I recently had an experience that offered a sharp reminder: despite years of saving (successfully!) and a year and a half of not blowing our early retirement budget, I’m still a spender at heart. But being a spender rather than naturally frugal doesn’t doom you to fail financially. You can still thrive and save at a high rate if you just structure your life in ways that set you up to succeed.
Our lives lately have looked slightly less than, er, adult. Some days we wonder why there are no grownups here to tell us what to do, instead just leaving us alone to do as we please with no structure whatsoever. It’s marvelous, of course, or at least marvelous for now, but we’re certainly wondering: At some point are we actually going to adapt to this new unstructured life?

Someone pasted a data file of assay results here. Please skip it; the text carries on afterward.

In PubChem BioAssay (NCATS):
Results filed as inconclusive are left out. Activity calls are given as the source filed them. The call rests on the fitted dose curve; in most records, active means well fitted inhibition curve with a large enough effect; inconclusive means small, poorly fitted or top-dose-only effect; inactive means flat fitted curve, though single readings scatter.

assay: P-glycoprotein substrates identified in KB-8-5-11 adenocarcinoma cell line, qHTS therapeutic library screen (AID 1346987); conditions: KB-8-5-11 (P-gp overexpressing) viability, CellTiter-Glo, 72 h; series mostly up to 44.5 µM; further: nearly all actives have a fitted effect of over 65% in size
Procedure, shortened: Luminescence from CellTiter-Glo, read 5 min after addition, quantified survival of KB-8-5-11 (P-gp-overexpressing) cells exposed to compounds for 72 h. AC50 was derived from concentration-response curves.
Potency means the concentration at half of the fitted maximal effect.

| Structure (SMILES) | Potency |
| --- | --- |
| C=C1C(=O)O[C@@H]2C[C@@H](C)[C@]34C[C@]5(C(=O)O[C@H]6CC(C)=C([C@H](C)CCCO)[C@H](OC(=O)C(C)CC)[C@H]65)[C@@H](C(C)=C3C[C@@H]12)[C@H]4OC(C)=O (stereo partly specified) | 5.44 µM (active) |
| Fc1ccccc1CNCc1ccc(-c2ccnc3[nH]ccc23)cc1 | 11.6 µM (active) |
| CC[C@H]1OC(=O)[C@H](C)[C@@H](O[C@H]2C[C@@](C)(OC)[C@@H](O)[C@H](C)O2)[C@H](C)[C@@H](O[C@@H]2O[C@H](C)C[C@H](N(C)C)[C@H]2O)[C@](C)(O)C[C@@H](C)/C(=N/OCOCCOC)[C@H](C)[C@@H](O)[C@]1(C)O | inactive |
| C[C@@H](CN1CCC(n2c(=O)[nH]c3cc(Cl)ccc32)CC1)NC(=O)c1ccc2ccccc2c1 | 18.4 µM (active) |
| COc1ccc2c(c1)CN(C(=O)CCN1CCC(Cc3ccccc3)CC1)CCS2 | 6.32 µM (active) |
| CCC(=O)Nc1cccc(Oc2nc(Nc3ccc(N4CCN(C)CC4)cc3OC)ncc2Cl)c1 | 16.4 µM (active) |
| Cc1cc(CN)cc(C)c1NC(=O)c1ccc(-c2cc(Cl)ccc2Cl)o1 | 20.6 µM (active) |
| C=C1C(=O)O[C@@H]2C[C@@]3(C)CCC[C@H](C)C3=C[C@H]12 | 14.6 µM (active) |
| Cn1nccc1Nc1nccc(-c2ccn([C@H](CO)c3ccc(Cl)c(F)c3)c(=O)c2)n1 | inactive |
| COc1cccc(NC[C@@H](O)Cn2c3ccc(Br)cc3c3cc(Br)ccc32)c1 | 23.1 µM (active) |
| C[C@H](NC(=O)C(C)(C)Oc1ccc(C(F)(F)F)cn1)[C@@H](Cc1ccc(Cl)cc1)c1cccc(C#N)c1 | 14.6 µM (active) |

As early retirement gets closer, something that we find ourselves getting especially impatient about is the arbitrary nature of deadlines. The notion of being free from deadlines can be extremely appealing, especially for procrastinators like us. But is a deadline-free life really a good thing?
Lately I’ve been trying this experiment where I treat weekends like mini early retirements, instead of like days to get a bunch of stuff done. I decided to take this one step farther to test the theory that we crave unstructured time in retirement. Come see what we learned!